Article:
July 31, 2012

Federal Judge in Massachusetts Ruled Against DOMA Today



Ruling:                                

“Under current Supreme Court authority, Congress’ denial of federal benefits to same-sex couples lawfully married in Massachusetts has not been adequately supported by any permissible federal interest,’’ he wrote.
“To conclude,” he added, “many Americans believe that marriage is the union of a man and a woman, and most Americans live in states where that is the law today. One virtue of federalism is that it permits this diversity of governance based on local choice, but this applies as well to the states that have chosen to legalize same-sex marriage.’’
While saying that gays and lesbians have been victims of chronic discrimination, Boudin also said the push for the law was not mainly motivated by anti-homosexual fervor.
“As with the women, the poor and the mentally impaired, gays and lesbians have long been the subject of discrimination,’’ he wrote. “In reaching our judgment, we do not rely upon the charge that DOMA’s hidden but dominant purpose was hostility to homosexuality. The many legislators who supported DOMA acted from a variety of motives, one central and expressed aim being to preserve the heritage of marriage as traditionally defined over centuries of Western civilization.’’
The court issued its ruling in two related cases. In the first, a lawsuit was brought by seven same-sex couples married in Massachusetts and three surviving spouses of those marriages. The state brought a companion case, arguing that the federal government had historically left the definition of marriage to the states, even when the states disagreed on controversial issues such as interracial marriage.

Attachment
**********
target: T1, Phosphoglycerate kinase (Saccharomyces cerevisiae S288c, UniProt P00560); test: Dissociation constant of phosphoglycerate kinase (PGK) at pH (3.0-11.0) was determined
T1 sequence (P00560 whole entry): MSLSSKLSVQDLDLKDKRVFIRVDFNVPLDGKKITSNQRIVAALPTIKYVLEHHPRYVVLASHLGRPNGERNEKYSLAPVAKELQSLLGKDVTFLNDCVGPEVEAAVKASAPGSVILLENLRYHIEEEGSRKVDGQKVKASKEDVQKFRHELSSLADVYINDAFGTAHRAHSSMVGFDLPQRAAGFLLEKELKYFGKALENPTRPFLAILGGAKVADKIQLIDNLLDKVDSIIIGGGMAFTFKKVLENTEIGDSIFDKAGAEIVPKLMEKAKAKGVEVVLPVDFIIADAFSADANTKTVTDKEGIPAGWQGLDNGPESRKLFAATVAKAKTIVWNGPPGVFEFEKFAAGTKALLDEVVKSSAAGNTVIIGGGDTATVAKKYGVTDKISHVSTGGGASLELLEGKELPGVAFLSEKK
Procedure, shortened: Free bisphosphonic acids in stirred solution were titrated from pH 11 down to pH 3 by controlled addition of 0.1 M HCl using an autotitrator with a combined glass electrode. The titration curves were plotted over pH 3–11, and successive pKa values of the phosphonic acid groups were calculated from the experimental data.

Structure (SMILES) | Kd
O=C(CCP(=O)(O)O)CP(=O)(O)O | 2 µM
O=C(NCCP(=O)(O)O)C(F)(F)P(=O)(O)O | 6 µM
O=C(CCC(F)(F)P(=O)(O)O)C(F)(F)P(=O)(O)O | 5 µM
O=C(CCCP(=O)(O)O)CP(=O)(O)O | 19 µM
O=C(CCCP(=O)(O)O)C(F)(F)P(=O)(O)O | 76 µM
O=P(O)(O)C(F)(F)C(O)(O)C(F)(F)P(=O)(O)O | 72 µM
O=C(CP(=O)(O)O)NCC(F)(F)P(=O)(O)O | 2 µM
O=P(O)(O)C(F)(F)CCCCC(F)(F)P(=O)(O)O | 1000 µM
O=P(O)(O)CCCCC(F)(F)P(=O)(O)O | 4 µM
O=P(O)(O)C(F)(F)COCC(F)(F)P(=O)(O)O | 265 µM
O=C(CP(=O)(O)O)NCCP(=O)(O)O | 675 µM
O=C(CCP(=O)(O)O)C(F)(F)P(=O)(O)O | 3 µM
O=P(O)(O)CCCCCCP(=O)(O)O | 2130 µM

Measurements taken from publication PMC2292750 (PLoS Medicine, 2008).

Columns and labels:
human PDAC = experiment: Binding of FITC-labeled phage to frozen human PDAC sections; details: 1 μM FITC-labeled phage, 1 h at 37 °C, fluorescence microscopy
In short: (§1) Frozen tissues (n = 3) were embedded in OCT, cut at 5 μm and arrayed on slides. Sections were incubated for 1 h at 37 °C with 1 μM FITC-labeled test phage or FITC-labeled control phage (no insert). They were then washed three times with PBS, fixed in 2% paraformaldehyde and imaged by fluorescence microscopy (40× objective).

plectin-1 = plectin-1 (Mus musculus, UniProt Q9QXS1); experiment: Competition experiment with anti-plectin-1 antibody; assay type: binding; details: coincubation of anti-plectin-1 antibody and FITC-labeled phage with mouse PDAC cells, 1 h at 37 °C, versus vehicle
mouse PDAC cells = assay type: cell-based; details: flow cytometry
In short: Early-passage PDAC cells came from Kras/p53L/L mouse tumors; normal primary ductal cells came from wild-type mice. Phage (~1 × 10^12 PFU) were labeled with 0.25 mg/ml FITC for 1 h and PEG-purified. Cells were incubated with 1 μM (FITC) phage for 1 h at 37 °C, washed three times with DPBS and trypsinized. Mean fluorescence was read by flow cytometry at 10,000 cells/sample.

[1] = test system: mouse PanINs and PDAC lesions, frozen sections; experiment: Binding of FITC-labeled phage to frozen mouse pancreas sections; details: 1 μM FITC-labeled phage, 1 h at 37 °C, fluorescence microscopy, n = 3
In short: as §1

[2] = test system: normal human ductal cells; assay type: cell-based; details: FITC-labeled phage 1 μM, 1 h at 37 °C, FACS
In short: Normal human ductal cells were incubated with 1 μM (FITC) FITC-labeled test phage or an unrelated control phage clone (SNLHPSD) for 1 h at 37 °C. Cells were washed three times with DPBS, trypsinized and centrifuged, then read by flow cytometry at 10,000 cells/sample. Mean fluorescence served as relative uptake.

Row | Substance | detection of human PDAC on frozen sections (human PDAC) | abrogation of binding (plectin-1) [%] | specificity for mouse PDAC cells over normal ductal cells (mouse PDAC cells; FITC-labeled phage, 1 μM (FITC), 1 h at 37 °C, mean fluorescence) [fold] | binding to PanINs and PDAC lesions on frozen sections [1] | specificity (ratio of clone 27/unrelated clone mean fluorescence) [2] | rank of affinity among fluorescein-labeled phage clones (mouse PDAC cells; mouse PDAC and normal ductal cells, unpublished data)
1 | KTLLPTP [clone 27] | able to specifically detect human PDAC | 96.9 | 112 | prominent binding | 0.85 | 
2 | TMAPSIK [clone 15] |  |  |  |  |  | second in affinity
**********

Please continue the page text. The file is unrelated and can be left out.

A federal judge in Boston ruled in 2010 in favor of both Massachusetts and the same-sex couple plaintiffs.The Obama administration has said it will not defend DOMA in the courts. But the Republican-led US House of Representatives stepped in to press the Circuit Court appeal. And it is now likely to take the case to the US Supreme Court, said GLAD’s Bonauto.
Paul Clement, an attorney for the House Bipartisan Legal Advisory Group, which the House set up to defend DOMA, did not immediately return a call for comment.
Jonathan Knight and Marlin Nabors, two of the GLAD plaintiffs in the case, who have been married for the past five years, said in a telephone conference call organized by the organization that they were happy with the decision.
“Marlin and I have been together for seven years and married for five years,’’ said Knight. “We do our very best to live our lives together in truth and authenticity and we know that our relationship is full of the same kind of hopes, struggles, and dynamics as all other couples.’’
He added, “We are thrilled to learn that the law is on the same page, and that we fall into the same class as everyone else. We are no longer second-class citizens.’’


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